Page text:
June 14, 2024

Lenape Tech Times

The Monthly News Source from Lenape Technical School

The Christmas Devil

3 min read

vector illustration drawing

By Sarah Hunter

Around Christmas time one is probably thinking of spending time with family, presents, or if religious the birth of Jesus, but no one usually thinks about the demon creature that in some folklore steals gifts. “Krampus” is a demon creature with bloodshot eyes large horns with fangs and a long tongue. He is also described as a half goat half demon. People often mistake him for the devil due to his description. During the 12th century, the Catholic Church tried to eliminate the Krampus celebration. Naughty children who would challenge Krampus would be beaten with Birch twigs. He also would kidnap them and take them back to his lair where he would torture them and even eat them.

Krampus’s origins are actually unrelated to Christmas and were a part of pagan rituals in a practice for winter solstice. The origin of Krampus is unknown, but the myth of Krampus has roots in Germany. Traditionally people began celebrating Christmas in the early part of December. Sant Nicholas and Krampus actually worked together. While Santa or Saint Nick would give the presents to the good kids Krampus would beat the bad kids. In Tandem December 5th is known as Krampusnacht, which means Krampus night. Krampus and Santa would go door to door together. Santa would leave gifts for the good kids while Krampus would beat the naughty ones with sticks. In some cases, he would eat them or take them to the underworld.

The next day they would celebrate “Nikolaustag” or “St. Nicholas day.” The children who were good or survived Krampus punishment would wake up to gifts. Between 1890 in the beginning of World War I, Krampus Christmas cards were made by German companies. They would have imagined him terrorizing children and would have sayings on the cards like “be good “or “greetings from Krampus.” The myth of Krampus diminished after World War II, but came back with the renewed folk culture interest in the 1950’s and the 1960’s. By the late 20th century in Austria and Germany they would have a Krampus run where people dressed up like Krampus and run after spectators while beating them with sticks.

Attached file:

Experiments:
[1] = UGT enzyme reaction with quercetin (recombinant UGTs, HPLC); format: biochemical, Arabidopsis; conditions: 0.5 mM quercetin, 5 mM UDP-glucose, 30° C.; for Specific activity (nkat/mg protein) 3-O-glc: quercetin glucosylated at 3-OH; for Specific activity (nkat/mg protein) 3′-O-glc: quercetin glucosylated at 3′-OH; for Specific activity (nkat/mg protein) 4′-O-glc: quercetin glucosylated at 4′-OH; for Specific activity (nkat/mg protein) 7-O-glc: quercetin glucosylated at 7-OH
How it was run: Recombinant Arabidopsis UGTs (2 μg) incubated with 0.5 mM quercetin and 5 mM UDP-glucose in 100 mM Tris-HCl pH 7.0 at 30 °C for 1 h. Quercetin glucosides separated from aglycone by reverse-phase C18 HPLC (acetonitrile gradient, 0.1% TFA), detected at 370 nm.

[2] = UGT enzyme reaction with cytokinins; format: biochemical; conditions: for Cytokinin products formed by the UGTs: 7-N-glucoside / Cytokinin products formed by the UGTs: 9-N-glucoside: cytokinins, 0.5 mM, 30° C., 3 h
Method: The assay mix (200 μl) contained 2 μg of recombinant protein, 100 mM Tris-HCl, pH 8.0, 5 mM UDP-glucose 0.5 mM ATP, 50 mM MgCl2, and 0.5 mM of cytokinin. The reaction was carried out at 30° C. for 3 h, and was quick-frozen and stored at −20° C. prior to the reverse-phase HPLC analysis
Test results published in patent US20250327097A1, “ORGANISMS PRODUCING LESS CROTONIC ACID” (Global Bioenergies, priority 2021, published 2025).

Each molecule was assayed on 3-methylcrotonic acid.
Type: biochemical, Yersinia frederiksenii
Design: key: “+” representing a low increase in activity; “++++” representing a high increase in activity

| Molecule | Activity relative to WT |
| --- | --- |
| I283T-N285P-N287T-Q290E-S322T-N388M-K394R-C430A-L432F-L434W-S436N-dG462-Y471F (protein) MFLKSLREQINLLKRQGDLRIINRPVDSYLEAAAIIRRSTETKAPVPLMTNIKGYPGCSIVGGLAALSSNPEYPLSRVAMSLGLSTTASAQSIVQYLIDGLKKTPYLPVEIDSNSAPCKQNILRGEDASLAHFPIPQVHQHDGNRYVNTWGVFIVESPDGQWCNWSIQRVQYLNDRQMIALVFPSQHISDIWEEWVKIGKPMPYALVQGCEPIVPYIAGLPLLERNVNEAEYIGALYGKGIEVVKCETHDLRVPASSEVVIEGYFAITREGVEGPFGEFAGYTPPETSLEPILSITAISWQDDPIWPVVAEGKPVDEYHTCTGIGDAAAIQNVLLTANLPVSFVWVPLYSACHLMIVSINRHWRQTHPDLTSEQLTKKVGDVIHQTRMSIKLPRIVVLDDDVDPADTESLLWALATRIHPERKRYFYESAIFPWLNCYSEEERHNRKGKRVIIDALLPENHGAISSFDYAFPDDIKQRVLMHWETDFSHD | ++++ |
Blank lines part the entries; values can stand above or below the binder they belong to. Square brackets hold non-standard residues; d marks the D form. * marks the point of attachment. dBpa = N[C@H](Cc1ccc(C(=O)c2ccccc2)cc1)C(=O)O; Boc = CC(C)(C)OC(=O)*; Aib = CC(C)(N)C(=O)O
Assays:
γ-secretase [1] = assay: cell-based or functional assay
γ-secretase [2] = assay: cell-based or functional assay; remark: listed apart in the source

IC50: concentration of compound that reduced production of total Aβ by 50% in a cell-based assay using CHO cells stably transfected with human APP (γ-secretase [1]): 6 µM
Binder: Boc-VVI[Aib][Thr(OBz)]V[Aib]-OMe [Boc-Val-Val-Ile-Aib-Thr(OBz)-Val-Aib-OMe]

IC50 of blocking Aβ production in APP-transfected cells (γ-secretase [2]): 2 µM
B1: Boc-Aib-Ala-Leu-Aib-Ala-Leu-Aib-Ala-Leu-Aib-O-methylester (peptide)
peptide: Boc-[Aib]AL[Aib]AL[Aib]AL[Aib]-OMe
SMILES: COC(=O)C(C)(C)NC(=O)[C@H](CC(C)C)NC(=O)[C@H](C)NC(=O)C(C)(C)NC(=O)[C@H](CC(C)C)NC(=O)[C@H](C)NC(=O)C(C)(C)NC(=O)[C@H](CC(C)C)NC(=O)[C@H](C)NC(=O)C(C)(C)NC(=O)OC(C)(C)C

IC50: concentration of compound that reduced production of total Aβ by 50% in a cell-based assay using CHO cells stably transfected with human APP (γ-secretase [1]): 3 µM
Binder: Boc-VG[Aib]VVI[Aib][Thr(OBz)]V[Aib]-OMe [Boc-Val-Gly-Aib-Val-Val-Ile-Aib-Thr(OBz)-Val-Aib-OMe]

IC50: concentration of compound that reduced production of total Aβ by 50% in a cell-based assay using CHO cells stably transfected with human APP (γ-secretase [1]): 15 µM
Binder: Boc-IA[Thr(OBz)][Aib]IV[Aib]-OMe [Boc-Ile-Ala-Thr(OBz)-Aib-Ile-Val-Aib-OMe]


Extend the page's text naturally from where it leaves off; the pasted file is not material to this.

One question for the interviewees was, “What did your parents tell you if you were being bad around Christmas time?” Maddy Shoop replied with, “if I was being bad, I was told I wouldn’t get anything.” The second question was, do you know if anything about Krampus? If so, what is it? She replied with, “I don’t know anything about Krampus.” The second interviewee was Emma Nunamaker she replied to my first question with, “I would get coal if I was bad.” Her reply to my second question was “I have no clue.” The last interviewee was Kyleigh Frain. Her response to the first question was, “If I was bad during Christmas time, they would just tell me that I wouldn’t get any presents.” Her response to my second question was, “I don’t know anything about Krampus.”

The reason Krampus is somewhat popular is due to the Christmas horror movie Krampus. It depicts a demon like creation that scares a family during Christmas time. However, most people don’t know the original story of Krampus and the tradition behind it. 


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